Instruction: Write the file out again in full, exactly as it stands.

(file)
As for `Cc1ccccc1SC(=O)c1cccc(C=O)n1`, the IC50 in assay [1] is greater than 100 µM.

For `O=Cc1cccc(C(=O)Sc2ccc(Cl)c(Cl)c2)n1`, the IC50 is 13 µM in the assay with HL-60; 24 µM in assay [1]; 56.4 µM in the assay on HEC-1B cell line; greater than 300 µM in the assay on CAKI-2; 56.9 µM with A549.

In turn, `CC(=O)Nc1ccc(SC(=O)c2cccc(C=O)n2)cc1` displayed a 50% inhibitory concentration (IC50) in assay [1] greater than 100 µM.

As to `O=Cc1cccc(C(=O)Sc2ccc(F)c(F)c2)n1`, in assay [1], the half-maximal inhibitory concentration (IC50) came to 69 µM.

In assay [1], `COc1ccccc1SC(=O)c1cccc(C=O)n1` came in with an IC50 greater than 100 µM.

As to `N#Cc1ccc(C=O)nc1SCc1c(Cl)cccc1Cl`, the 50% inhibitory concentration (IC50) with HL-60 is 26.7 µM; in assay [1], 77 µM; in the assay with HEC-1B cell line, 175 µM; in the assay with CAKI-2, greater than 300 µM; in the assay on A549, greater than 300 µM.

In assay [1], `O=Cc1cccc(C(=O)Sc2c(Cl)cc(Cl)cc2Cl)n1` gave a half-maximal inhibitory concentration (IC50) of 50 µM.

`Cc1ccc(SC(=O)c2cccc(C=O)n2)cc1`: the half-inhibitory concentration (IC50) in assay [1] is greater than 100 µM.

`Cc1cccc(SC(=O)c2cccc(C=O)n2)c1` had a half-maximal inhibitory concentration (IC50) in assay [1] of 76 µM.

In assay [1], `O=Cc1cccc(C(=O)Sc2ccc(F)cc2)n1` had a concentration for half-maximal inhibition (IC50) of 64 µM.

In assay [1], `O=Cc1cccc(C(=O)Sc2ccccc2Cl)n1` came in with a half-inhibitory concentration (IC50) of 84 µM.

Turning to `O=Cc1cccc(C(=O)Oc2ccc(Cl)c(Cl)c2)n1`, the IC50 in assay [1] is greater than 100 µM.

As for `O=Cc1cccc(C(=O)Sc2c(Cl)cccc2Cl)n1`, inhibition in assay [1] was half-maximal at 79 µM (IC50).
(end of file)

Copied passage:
As for `Cc1ccccc1SC(=O)c1cccc(C=O)n1`, the IC50 in assay [1] is greater than 100 µM.

For `O=Cc1cccc(C(=O)Sc2ccc(Cl)c(Cl)c2)n1`, the IC50 is 13 µM in the assay with HL-60; 24 µM in assay [1]; 56.4 µM in the assay on HEC-1B cell line; greater than 300 µM in the assay on CAKI-2; 56.9 µM with A549.

In turn, `CC(=O)Nc1ccc(SC(=O)c2cccc(C=O)n2)cc1` displayed a 50% inhibitory concentration (IC50) in assay [1] greater than 100 µM.

As to `O=Cc1cccc(C(=O)Sc2ccc(F)c(F)c2)n1`, in assay [1], the half-maximal inhibitory concentration (IC50) came to 69 µM.

In assay [1], `COc1ccccc1SC(=O)c1cccc(C=O)n1` came in with an IC50 greater than 100 µM.

As to `N#Cc1ccc(C=O)nc1SCc1c(Cl)cccc1Cl`, the 50% inhibitory concentration (IC50) with HL-60 is 26.7 µM; in assay [1], 77 µM; in the assay with HEC-1B cell line, 175 µM; in the assay with CAKI-2, greater than 300 µM; in the assay on A549, greater than 300 µM.

In assay [1], `O=Cc1cccc(C(=O)Sc2c(Cl)cc(Cl)cc2Cl)n1` gave a half-maximal inhibitory concentration (IC50) of 50 µM.

`Cc1ccc(SC(=O)c2cccc(C=O)n2)cc1`: the half-inhibitory concentration (IC50) in assay [1] is greater than 100 µM.

`Cc1cccc(SC(=O)c2cccc(C=O)n2)c1` had a half-maximal inhibitory concentration (IC50) in assay [1] of 76 µM.

In assay [1], `O=Cc1cccc(C(=O)Sc2ccc(F)cc2)n1` had a concentration for half-maximal inhibition (IC50) of 64 µM.

In assay [1], `O=Cc1cccc(C(=O)Sc2ccccc2Cl)n1` came in with a half-inhibitory concentration (IC50) of 84 µM.

Turning to `O=Cc1cccc(C(=O)Oc2ccc(Cl)c(Cl)c2)n1`, the IC50 in assay [1] is greater than 100 µM.

As for `O=Cc1cccc(C(=O)Sc2c(Cl)cccc2Cl)n1`, inhibition in assay [1] was half-maximal at 79 µM (IC50).